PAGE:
Each state, and the District of Columbia, has its own statute outlining the standard for determining whether a defendant is legally insane, therefore not responsible, at the time the crime is committed.
“An insanity defense is based on the theory that most people can choose to follow the law; but a few select persons cannot be held accountable because mental disease or disability deprives them of the ability to make a rational / voluntary choice. Such individuals need special treatment as opposed to prison; punishment is not likely to deter future antisocial conduct of these mentally diseased individuals.” Retrieved on 5/25/2010 from http://www.law.umkc.edu/faculty/projects/ftrials/hinckley/EVOL.HTM
There are basically two categories, the M’Naghten Rule and the American Law Institute Model. The states are pretty much split between these two categories, with the exception of Montana, Idaho, and Utah which do not allow for an insanity defense.
The M'Naghten Rule provides as follows:
"Every man is to be presumed to be sane, and ... that to establish a defense on the ground of insanity, it must be clearly proved that, at the time of the committing of the act, the party accused was laboring under such a defect of reason, from disease of mind, and not to know the nature and quality of the act he was doing; or if he did know it, that he did not know he was doing what was wrong."
Retrieved on 5/21/10 from http://criminal.findlaw.com/crimes/more-criminal-topics/insanity-defense/the-mnaghten-rule.html
The test used under the M’Naghten standard, commonly referred to as the "right/wrong" test, to determine if a defendant can distinguish right from wrong is based on the idea that the defendant must know the difference of each in order to be convicted of the crime. Some states that use the M'Naughten rule have modified it to incorporate a provision for a defendant suffering under "an irresistible impulse" that would prevent him from being able to stop himself from committing an act he knows is wrong.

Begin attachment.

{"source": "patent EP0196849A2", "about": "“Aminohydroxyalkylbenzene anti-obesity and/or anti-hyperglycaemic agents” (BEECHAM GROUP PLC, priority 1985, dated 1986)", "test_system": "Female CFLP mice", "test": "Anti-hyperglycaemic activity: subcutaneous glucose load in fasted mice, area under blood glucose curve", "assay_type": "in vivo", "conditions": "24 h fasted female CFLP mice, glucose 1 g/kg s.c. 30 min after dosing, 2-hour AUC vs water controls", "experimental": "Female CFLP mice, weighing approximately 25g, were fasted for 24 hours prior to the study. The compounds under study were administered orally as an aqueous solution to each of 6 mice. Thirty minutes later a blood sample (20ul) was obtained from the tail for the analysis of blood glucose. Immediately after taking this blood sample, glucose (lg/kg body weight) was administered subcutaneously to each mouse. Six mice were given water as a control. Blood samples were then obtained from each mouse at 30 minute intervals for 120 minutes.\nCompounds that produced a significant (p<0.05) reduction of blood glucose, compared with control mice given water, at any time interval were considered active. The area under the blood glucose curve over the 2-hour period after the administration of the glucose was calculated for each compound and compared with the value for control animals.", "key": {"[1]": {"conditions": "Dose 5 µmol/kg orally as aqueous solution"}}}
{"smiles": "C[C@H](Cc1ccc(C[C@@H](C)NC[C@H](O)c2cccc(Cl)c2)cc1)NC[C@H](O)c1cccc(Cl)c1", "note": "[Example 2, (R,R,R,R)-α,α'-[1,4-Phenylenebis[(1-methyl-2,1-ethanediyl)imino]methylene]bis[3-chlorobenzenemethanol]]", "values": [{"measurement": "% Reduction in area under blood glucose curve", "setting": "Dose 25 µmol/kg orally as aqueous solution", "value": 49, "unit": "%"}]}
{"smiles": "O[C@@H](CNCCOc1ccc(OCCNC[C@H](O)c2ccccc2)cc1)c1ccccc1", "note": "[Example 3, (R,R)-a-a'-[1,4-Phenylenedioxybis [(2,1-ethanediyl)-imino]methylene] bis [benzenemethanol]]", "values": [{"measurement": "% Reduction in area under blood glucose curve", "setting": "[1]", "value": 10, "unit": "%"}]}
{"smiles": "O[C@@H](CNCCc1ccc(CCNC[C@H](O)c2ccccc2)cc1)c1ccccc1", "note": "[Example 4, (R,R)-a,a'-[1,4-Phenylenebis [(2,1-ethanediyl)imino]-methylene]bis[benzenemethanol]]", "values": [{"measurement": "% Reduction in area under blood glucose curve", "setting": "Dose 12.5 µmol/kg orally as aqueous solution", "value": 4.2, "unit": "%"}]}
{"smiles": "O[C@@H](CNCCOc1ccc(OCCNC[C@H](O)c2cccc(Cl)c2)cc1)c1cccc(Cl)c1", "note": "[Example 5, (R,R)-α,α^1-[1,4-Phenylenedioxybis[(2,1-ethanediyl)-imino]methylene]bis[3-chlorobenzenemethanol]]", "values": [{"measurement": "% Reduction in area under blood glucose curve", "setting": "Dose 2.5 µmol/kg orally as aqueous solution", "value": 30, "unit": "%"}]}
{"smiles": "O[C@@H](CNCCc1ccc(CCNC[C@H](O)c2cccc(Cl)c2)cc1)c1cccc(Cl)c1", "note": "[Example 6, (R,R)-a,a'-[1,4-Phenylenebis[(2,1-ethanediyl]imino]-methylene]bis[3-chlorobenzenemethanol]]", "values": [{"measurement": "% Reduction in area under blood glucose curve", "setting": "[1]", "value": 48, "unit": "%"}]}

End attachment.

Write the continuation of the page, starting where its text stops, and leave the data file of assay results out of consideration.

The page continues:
After advances in the world of psychiatry, new interests in the field of psychology, new medications thought to cure mental disease, and much frustration with the M’Naghten Rule, the courts adopted a new standard – The Durham Test. The test provided that:
“A person was not criminally responsible if the unlawful act was a product of mental disease or defect. A jury was required to answer two questions: (1) did the defendant have a mental disease or defect? and (2) if so, was the disease or defect the reason for the unlawful act? Both of the answers had to be "yes" to return a verdict of not guilty by reason of insanity. The test was a recognition of that mental illness was a disease that could be treated and possibly cured.” Retrieved on 5/25/2010 from http://www.law.umkc.edu/faculty/projects/ftrials/hinckley/EVOL.HTM
In 1962, due to much criticism of the various tests for the insanity defense, the American Law Institute (ALI)...